Leonard Mack was falsely convicted of rape over 50 years ago, but fresh DNA evidence that excluded him as the offender and identified another man who later confessed to the crime led a fresh York judge to reverse that decision, according to the prosecution.
According to the Westchester County District Attorney’s Office, a jury found 72-year-old Mack guilty of raping a high school student in Greenburgh in 1975 and a related weapons offense. He was sentenced to more than seven years in prison in New York.
The district attorney’s office conducted DNA testing that “conclusively excluded” Mack as the rapist after opening a review of Mack’s claim to innocence last year. The office also discovered that the initial investigation and prosecution relied on eyewitness identifications that were “tainted by problematic and suggestive procedures used by the police,” the office said in a release.
Mack claimed he never gave up hope that his innocence would be established. His exoneration occurred on the same day as his 72nd birthday.
It has taken a while for today to arrive. In a statement provided by the Innocence Project, a group that works to clear the names of those who have been wrongfully imprisoned and presented Mack’s case to the DA, Mack said that he had wasted seven and a half years of his life in prison for a crime he did not commit.
“Now that the truth is out, I can finally breathe. Finally, he exclaimed, “I am liberated.
According to the Innocence Project, Mack is a veteran of the Vietnam War and has resided in South Carolina with his wife for close to 21 years. He said that the erroneous conviction had a permanent influence on his life.
“It changed the course of my life — everything from where I lived to my relationship with my family,” Mack remarked.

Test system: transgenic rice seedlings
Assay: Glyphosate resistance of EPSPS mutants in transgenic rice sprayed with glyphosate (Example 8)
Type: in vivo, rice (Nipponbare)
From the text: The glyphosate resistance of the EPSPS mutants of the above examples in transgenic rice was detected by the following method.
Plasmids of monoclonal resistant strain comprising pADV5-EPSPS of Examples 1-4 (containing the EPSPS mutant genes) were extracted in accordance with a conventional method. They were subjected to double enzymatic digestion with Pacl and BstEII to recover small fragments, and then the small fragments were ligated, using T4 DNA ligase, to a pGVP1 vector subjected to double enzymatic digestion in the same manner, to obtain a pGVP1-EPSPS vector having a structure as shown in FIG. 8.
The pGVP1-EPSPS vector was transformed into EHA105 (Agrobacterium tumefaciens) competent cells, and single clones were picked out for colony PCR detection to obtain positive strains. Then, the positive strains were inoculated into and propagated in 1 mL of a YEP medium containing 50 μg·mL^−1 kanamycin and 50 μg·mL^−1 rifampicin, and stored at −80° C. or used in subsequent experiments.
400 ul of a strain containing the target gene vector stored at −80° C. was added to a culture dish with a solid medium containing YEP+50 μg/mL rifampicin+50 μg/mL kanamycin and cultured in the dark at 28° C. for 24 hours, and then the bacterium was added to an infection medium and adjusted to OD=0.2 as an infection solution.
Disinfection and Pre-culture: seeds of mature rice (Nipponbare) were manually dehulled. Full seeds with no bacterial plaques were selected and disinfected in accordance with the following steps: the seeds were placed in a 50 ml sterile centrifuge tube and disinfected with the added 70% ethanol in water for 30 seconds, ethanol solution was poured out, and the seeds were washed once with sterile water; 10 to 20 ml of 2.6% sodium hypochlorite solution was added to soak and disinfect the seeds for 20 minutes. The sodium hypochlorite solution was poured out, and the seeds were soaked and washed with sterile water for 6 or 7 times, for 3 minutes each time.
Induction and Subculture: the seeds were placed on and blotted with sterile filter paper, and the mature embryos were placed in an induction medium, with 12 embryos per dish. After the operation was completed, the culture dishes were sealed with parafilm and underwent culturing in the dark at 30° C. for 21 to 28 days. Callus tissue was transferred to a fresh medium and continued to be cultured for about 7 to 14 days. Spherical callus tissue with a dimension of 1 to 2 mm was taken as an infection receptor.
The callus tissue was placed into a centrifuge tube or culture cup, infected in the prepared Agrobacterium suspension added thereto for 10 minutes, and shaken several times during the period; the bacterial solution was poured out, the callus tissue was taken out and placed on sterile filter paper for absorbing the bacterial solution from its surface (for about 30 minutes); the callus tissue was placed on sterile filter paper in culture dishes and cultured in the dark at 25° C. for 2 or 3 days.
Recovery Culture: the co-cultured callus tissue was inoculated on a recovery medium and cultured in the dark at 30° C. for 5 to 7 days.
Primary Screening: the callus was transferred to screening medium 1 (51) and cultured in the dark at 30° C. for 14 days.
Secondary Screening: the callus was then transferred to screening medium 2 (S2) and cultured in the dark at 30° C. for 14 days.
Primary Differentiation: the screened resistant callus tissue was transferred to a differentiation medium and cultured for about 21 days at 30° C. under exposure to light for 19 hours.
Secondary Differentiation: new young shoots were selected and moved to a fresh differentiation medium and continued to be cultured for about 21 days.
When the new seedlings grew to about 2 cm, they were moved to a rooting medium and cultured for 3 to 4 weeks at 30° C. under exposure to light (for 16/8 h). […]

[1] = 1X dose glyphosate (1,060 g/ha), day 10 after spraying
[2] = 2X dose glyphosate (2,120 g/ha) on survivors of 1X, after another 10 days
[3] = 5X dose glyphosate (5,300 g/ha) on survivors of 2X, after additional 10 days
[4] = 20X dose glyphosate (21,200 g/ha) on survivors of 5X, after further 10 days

The Innocence Project claimed that Mack’s erroneous conviction was the longest to be reversed by fresh DNA evidence based on its knowledge of comparable instances.
According to the district attorney’s office, investigators were able to connect the fresh DNA test findings to a Westchester man who had previously been found guilty of a separate rape in 1975 and another sex crime in 2004. The man admitted to the 1975 Greenburgh rape during an interrogation with a detective, according to the press statement.
The new suspect is currently in custody and is being tried for failing to register as a sex offender linked to the 2004 sex crime, but he cannot be tried for the 1975 incident due to New York’s statute of limitations.
The finding of Mack’s innocence, according to Westchester County District Attorney Miriam E. Rocah, was made possible by his “unwavering strength fighting to clear his name for almost 50 years.”
In a statement last week, Rocah stated that the exoneration “confirms that wrongful convictions are not only harmful to the wrongly convicted but also make us all less safe.”
The 1975 incident
According to the Innocence Project, on May 22, 1975, a man held two high school girls at gunpoint and tied them up in a wooded area in Greenburgh, New York. The organization said that the man sexually assaulted one of the kids twice before departing the scene, leaving the other child to escape and run to a nearby school where a teacher dialed 911.
According to the Innocence Project, the Greenburgh Police Department looked for a suspect who was described as a Black man in his early 20s with clean-shaven, close-cropped hair, and a handgun. He was also wearing black pants, a tan jacket, a black hat with a white brim, and a gold earring in his left ear.
A policeman stopped Mack, who was sporting a black fedora and a gold earring in his left ear, around two hours after the rape. According to the Innocence Project, the officer claimed he found a pistol in Mack’s car and that Mack suited the suspect description despite the fact that his attire did not match that of the victims.
According to the Innocence Project, the victims, including one who was legally blind, later recognized Mack through a number of “problematic identification procedures,” such as picture arrays and lineups.
“Eyewitness misidentification, as in this case, is the leading contributing factor of wrongful convictions and has contributed to 64% of the Innocence Project’s 245 exonerations and releases,” the organization claimed.
According to a 2022 report by the National Registry of Exonerations, a survey of more than 3,000 exonerations since 1989 revealed that Black Americans are seven times more likely than white Americans to be wrongfully convicted of severe crimes.